A ground operation against the Syrian Kurdish YPG militia is still on the cards, the Turkish defense minister has said
Ankara has been holding talks with Moscow on using Syria’s airspace in a possible cross-border military operation against the Kurdish YPG militia, Turkish Defense Minister Hulusi Akar said on Saturday, as quoted by media.
“We are in talks with Russia about all issues including opening the airspace,” Akar told journalists. He admitted, though, that the Turkish authorities haven’t yet received a “clear and definitive answer” on the matter, the Hürriyet daily reported.
He was commenting on whether Ankara was still considering an incursion in the area held by the YPG in northern Syria, and if Moscow would open the airspace for an operation against the Kurdish group, which Türkiye considers to be a terrorist organization.
“We have done and are doing everything we need to protect our borders and ensure the security of our people and our nation. No one should expect Türkiye to hold back on this,” Akar said.
In November, Ankara launched a cross-border aerial campaign, Operation Claw Sword, after a deadly bombing terrorist attack in central Istanbul, which it blamed on “PKK/YPG terrorists.”
The PKK is a Turkish-based Kurdish militant force that has fought a decades-long guerrilla war against the government. The YPG is a Kurdish militia based in Syria. Both groups have denied any involvement in the attack, which killed six people and injured more than 80 others.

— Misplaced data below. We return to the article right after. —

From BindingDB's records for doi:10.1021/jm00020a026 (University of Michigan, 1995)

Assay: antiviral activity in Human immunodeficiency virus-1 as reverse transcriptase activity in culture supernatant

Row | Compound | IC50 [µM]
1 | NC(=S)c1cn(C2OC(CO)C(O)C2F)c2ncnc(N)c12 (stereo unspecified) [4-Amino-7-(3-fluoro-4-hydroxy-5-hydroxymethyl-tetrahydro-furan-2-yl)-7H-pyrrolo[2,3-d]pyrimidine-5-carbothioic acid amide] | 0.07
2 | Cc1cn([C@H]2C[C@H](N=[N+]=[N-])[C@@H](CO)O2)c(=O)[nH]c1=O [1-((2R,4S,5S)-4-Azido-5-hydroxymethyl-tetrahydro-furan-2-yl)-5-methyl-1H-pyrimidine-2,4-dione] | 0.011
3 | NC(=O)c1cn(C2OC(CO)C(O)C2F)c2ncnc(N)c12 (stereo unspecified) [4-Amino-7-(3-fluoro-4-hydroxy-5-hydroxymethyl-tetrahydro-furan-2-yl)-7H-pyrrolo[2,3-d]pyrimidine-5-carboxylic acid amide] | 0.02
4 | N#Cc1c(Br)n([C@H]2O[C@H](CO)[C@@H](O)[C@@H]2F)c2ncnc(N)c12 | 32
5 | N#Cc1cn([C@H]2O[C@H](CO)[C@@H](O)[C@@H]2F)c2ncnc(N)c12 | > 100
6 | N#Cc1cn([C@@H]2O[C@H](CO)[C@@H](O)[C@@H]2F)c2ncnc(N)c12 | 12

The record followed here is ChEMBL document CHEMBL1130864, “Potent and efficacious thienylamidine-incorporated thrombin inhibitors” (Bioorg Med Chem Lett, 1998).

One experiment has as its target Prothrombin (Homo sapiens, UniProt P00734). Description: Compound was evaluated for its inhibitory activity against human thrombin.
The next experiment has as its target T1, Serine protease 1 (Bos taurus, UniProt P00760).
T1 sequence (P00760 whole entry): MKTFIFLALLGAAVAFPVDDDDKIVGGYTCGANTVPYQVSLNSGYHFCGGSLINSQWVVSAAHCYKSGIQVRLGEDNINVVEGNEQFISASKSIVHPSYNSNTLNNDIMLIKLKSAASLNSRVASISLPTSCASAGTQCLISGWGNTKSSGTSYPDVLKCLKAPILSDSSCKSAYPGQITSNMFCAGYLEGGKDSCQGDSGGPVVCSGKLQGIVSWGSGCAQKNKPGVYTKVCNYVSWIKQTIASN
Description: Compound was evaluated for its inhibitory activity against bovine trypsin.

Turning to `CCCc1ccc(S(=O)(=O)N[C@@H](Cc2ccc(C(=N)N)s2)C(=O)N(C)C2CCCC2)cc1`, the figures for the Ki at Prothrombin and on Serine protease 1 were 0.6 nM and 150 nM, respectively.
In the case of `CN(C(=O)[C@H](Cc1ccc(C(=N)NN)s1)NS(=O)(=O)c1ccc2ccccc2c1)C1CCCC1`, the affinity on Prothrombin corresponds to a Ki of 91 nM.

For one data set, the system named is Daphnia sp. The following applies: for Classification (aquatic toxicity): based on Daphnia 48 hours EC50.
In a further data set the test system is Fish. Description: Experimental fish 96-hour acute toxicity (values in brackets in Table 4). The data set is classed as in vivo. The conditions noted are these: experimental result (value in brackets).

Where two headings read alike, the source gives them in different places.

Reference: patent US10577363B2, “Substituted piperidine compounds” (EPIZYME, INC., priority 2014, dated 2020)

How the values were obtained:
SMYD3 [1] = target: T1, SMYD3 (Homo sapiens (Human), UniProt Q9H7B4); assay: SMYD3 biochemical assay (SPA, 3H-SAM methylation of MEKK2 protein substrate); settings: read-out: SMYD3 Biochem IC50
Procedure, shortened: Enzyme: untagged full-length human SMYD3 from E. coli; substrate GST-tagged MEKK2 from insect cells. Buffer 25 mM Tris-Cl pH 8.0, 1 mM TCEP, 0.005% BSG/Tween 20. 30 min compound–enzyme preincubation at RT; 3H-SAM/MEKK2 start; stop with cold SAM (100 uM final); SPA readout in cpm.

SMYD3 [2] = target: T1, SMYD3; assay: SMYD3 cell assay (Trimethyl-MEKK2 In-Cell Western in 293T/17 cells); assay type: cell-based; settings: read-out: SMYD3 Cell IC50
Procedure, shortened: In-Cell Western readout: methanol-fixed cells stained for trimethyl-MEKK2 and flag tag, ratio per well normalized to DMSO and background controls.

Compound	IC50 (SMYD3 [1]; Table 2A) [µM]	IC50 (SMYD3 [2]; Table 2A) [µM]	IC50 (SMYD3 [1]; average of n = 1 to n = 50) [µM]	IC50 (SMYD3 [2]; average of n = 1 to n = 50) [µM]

As part of the operation, Turkish warplanes carried out a series of strikes destroying multiple targets in Syria and Iraq, which were reportedly linked to the PKK and the YPG. President Recep Tayyip Erdogan has said that the air campaign was “just the beginning” and his country may soon launch a ground offensive into Kurdish-controlled areas of Syria.
The Russian president’s special envoy on Syria, Alexander Lavrentyev, urged Ankara to “show restraint in order to prevent an escalation of tensions” in the country. Lavrentyev stressed the importance of finding a peaceful solution to the “Kurdish issue,” adding that Russia, which has been helping Syria fight terrorism since 2015, was ready to work with all the interested parties.